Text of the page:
Probably one of the best races of last year and, for sure, one of the most important circuits in the calendar; Silverstone, the British GP. Along with Monza, it is the oldest track where F1 is nowadays still held. Furthermore, in 1950, British Grand Prix staged the first ever Formula 1 Championship race.
A little bit of history
So, speaking of Silverstone is speaking about the F1 history itself. From 1950 to 1954, the British GP was raced there. Then, it alternated between Silverstone and Aintree during the following 7 years. After 1962, the GP was held in Silverstone in odd-numbered years and in Brand Hatch in even-numbered years until 1986. Since then Silverstone has been nominated as the sole venue for the race.
The track was built on a disused Royal Air Force airfield, as most of the British circuits. It has always been a very fast circuit. Very little changes have been made since it was built. For instance, in 1975, a new chicane was added to slow cars in a high speed corner. Later, in 1987, the chicane was deleted and another one left-right was created just before the corner. The track underwent a major redesign between the 1990 and 1991 races, transforming the ultra-fast track into a more technical track. After the tragedies of Imola 1994, a new chicane was added in a flat out corner. Nowadays, Silverstone is still a very fast circuit; the average speed is about 235 km/h, one of the highest average speeds on the F1 calendar. Over the 65% of the lap is done at full throttle.
7 of the 10 F1 teams are based within a 100 km radius from Silverstone, so we can speak about a home race for most of the constructors. Even though, the largest number of victories in Silverstone does not belong to an English team but to Ferrari, with 13. McLaren is second, having won 12 times at the British track. Then, it’s Williams and Lotus, with 10 and 8 victories respectively. Mercedes, the most favorite team for the win this year, has won 3 times, as well as Red Bull. Speaking about the drivers, Jim Clark and Alain Prost hold 5 Silverstone trophies each. Nigel Mansell won at 4 occasions at the British circuit, and Jack Brabham, Niki Lauda and Michael Schumacher went up to the first place of the podium 3 times. 10 drivers have won twice in Silverstone, including Fernando Alonso, Mark Webber and Lewis Hamilton. Will the British driver start to belong to the 3 victories group this year?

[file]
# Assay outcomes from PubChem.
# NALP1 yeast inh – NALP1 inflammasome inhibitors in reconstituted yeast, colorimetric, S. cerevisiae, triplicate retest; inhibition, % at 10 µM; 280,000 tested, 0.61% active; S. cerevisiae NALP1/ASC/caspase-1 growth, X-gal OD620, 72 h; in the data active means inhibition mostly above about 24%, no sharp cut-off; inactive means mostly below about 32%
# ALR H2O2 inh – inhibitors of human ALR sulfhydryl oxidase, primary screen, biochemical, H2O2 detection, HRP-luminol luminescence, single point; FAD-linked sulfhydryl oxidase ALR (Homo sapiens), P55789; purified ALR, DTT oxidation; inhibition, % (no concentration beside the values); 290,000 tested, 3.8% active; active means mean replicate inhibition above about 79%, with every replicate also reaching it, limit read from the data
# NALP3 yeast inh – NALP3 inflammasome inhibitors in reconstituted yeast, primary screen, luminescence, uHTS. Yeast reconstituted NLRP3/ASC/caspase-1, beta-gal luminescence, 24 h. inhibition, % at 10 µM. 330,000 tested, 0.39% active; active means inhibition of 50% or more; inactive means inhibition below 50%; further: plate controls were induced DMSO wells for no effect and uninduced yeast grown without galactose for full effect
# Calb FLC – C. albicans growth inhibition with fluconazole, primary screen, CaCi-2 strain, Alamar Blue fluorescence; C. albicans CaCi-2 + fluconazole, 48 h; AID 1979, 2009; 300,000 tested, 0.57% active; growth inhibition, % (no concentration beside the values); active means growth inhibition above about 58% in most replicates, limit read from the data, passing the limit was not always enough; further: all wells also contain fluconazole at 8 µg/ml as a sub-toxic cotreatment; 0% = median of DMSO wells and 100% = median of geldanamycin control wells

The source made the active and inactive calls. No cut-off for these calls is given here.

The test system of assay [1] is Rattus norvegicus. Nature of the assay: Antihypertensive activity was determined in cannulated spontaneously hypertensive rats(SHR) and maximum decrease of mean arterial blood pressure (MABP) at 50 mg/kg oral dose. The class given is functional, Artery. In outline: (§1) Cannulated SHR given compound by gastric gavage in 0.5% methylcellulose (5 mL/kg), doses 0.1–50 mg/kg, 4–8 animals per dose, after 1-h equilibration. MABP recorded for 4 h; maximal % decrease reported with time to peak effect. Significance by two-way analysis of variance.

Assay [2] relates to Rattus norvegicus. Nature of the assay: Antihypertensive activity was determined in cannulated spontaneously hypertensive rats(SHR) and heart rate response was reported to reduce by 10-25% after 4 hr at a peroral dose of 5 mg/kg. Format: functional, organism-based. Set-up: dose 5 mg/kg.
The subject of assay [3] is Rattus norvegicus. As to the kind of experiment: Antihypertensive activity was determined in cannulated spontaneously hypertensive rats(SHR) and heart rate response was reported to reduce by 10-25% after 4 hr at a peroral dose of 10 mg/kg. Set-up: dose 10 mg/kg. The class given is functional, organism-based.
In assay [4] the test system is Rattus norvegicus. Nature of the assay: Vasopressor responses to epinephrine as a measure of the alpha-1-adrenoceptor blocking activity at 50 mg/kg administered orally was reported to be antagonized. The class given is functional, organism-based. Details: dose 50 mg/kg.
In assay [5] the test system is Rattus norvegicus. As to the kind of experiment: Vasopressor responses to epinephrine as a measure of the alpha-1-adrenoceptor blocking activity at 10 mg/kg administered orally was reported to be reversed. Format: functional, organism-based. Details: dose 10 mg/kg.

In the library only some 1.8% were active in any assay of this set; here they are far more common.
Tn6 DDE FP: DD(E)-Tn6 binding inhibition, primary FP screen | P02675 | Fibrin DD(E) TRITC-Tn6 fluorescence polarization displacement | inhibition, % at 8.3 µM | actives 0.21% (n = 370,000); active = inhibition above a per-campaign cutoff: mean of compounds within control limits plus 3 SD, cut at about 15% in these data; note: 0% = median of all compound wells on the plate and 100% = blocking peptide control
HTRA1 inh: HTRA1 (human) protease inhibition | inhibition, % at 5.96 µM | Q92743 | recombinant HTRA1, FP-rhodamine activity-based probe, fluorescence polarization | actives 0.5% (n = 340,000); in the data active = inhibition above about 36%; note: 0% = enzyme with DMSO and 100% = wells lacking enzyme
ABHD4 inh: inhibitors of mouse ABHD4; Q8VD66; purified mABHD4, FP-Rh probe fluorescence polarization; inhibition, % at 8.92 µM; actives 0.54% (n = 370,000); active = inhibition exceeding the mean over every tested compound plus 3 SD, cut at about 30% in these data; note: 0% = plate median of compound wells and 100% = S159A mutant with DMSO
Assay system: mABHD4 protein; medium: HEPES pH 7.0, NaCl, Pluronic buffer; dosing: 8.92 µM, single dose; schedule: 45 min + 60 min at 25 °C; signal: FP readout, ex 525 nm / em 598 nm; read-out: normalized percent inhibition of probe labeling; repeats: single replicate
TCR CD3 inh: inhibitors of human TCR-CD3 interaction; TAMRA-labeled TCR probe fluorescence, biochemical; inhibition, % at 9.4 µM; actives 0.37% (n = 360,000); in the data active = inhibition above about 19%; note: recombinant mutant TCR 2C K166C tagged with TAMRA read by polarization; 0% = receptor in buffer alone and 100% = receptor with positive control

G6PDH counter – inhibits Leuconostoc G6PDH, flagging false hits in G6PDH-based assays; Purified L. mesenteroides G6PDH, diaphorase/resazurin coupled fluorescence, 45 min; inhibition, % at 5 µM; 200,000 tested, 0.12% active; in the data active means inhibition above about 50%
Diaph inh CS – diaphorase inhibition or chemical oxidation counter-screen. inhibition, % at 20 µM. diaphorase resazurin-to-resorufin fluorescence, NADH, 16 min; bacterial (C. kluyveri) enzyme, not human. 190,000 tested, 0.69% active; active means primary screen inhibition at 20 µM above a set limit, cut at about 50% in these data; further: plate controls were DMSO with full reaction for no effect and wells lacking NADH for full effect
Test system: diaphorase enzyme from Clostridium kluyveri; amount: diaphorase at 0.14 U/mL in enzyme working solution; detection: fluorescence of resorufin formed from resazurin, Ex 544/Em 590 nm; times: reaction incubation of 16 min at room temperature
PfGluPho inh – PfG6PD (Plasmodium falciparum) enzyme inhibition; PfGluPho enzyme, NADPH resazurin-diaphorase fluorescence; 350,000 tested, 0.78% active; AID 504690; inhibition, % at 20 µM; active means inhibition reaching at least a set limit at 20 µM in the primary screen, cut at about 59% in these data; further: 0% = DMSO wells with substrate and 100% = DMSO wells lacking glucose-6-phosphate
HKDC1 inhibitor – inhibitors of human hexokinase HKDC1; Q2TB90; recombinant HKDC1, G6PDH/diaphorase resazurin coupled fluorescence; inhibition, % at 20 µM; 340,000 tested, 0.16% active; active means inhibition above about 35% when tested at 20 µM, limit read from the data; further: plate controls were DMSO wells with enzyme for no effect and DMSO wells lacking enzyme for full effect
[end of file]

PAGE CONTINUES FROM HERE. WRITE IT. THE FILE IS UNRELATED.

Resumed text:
Silverstone, with 5.891 km, is the second longest track of the calendar, just shorter than Spa Francorchamps. 52 laps are to be done to complete the 306.198 km of the GP. Mark Webber holds the lap record since 2013, with a 1:33.401.
The main straight is not too long but speeds of about 300 km/h can be reached. Drivers arrive to the almost flat out right-hander of Abbey which leads immediately into the left-hander corner number 2 before cars heavily brake and shift down to second gear for turn 3 to the right. DRS first detection point is located before turn 3. Then, the even slower turn 4, taken at 90 km/h to the left comes and leads into the flat-out left-hander of Aintree, before cars head down the DRS zone of the Wellington Straight. Cars will increase speed until 320 km/h.
Sector two starts with turn 6, which is taken by drivers in fourth gear and 180 km/h. Drivers head now to Luffield, a third gear curve; a right-handed and quite fast hairpin. The right-handed very fast and open turn 8, leads cars to a straight, before the difficult sixth gear corner to the right, taken at 265 km/h. Then, drivers press the accelerator until the tricky complex of Maggotts, Becketts and Chapel, some of the most famous corners of the F1 calendar; a left-right-left-right-left “S” section with a minimum speed of 170 km/h. The second DRS detection point is just before these corners.
The Hangar straight, the longest of the track, gives the start to sector number 3, with the second DRS activation point at the beginning. The fifth gear right-hander of Stowe comes at the end of the straight and drivers slow down until 180 km/h. This turn precedes another short straight which leads cars downhill towards the Club complex, the last three corners of the track. Heavy braking, from 280 to 110 km/h, is required for turn 16, a 90 degrees corner to the left. Turns 17 and 18 are both to the right. Drivers shift up from third to fifth gear and understeer can be an issue as cars need to accelerate to the start-finish straight.
Tires and technical requirements
Medium to high levels of downforce are needed in this track. This is not a disadvantage in terms of raw speed since the track doesn’t have very long straights. The brake wear is low and tyre usage is medium-high. The tyre compounds chosen by Pirelli are medium and hard ones. "Silverstone is a fast and flowing circuit, which requires a lot from tires, especially during the many high-speed corners. As a result, a lot of wear and degradation is generated, especially if the temperature is high" as Paul Hembery said. He expects between 1 and 2 pit stops. ”The succession of fast corners put loads on tires with peaks of sustained forces reaching 5G. Teams use high levels of downforce, which means large vertical and lateral forces acting on the tires simultaneously. The straights and braking zones are relatively short, allowing teams to use aerodynamics without an excessive time loss", the technician explained.
Race local times
Practice 1 Fri 10:00 – 11:30
Practice 2 Fri 14:00 – 15:30
Practice 3 Sat 11:00 – 11:00
Qualifying Sat 13:00 – 14:00
Race Sun 13:00 – 15:00
By Cristina DeLarge